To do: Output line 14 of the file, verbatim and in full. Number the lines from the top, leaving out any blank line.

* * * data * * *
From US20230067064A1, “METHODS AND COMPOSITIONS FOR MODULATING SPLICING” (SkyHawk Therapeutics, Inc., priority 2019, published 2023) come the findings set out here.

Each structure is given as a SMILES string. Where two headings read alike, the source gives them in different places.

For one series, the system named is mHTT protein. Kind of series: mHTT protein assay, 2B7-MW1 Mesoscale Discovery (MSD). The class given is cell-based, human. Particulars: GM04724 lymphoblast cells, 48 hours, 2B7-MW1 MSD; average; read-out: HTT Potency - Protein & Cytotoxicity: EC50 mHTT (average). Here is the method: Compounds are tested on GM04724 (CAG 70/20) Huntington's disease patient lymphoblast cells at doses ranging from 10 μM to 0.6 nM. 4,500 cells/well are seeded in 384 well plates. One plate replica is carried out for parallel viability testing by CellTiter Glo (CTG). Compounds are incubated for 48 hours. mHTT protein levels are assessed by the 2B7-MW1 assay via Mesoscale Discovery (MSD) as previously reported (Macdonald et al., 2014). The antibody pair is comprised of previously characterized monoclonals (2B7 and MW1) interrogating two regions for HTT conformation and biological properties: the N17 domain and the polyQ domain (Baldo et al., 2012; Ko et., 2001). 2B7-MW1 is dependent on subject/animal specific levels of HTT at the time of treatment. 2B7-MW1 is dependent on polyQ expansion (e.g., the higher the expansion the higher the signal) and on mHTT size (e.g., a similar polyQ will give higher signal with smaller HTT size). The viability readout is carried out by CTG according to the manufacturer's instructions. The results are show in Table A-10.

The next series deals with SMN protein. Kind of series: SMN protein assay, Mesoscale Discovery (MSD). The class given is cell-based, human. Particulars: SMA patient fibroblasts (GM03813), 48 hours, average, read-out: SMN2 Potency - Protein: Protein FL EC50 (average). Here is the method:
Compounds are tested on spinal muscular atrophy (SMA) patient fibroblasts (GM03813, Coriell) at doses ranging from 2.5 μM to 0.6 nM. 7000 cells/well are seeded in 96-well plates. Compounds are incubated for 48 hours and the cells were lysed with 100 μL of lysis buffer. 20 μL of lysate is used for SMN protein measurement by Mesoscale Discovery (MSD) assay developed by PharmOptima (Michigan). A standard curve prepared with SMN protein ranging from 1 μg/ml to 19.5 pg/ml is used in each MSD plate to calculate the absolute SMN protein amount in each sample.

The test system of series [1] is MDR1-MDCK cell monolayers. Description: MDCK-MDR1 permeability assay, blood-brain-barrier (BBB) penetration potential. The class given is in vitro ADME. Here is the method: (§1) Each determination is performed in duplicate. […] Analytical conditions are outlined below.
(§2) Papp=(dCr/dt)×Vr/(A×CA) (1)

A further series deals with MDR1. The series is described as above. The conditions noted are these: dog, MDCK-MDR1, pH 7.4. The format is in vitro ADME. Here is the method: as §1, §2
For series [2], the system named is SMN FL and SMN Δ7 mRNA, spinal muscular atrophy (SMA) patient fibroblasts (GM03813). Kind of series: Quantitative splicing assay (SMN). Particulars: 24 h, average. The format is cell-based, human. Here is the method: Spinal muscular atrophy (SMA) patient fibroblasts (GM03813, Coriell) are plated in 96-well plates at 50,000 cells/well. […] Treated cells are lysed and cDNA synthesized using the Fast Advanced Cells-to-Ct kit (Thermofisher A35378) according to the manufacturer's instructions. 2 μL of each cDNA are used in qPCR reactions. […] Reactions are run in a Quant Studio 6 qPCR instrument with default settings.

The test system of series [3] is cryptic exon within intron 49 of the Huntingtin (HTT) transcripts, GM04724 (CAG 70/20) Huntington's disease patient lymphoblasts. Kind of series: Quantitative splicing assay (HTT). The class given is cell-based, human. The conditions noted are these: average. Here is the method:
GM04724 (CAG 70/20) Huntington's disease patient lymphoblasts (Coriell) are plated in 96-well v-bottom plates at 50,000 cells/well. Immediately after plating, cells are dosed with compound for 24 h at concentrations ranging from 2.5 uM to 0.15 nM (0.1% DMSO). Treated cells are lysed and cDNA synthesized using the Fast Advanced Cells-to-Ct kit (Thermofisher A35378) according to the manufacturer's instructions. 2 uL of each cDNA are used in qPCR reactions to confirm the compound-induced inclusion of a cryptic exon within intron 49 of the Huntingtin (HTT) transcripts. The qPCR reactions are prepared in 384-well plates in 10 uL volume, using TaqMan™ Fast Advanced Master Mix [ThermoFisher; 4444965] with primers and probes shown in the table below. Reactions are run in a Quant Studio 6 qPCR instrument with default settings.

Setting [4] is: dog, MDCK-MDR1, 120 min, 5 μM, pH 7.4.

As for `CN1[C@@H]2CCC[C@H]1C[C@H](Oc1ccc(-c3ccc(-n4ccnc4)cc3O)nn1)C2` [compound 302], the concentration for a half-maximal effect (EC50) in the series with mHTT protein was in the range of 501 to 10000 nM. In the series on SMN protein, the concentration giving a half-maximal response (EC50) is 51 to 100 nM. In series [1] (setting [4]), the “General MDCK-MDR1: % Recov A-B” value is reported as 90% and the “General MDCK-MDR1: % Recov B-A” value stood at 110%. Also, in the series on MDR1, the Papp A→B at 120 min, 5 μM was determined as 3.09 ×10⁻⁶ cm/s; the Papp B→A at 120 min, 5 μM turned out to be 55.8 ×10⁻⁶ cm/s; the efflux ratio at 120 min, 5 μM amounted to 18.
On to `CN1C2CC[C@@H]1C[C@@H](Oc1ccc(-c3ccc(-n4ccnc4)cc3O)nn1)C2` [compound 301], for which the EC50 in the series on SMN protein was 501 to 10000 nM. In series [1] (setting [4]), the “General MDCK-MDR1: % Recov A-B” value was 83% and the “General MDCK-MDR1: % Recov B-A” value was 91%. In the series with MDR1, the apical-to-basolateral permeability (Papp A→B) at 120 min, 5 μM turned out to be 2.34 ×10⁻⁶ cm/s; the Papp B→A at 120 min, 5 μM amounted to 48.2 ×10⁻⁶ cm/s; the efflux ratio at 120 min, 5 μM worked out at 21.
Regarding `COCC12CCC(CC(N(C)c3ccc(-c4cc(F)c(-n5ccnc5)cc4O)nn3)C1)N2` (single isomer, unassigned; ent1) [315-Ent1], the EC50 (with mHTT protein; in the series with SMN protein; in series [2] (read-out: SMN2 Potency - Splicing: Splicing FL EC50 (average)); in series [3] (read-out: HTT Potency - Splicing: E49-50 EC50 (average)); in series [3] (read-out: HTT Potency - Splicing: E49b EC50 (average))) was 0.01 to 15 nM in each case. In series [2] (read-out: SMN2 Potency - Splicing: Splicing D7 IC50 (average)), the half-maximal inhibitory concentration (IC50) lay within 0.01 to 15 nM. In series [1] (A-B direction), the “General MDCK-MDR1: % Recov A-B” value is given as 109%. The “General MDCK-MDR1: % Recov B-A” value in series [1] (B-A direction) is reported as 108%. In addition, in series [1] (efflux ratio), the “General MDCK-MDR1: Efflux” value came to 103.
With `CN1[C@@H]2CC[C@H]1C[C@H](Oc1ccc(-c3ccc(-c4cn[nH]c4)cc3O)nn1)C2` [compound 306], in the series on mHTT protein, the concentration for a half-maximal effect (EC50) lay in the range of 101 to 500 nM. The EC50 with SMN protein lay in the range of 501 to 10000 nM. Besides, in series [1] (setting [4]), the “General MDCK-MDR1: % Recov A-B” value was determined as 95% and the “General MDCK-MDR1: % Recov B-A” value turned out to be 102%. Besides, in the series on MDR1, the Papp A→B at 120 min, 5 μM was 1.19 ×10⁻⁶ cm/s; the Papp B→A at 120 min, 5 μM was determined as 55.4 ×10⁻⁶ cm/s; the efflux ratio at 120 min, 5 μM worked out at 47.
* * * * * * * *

On to `CN1C2CC[C@@H]1C[C@@H](Oc1ccc(-c3ccc(-n4ccnc4)cc3O)nn1)C2` [compound 301], for which the EC50 in the series on SMN protein was 501 to 10000 nM. In series [1] (setting [4]), the “General MDCK-MDR1: % Recov A-B” value was 83% and the “General MDCK-MDR1: % Recov B-A” value was 91%. In the series with MDR1, the apical-to-basolateral permeability (Papp A→B) at 120 min, 5 μM turned out to be 2.34 ×10⁻⁶ cm/s; the Papp B→A at 120 min, 5 μM amounted to 48.2 ×10⁻⁶ cm/s; the efflux ratio at 120 min, 5 μM worked out at 21.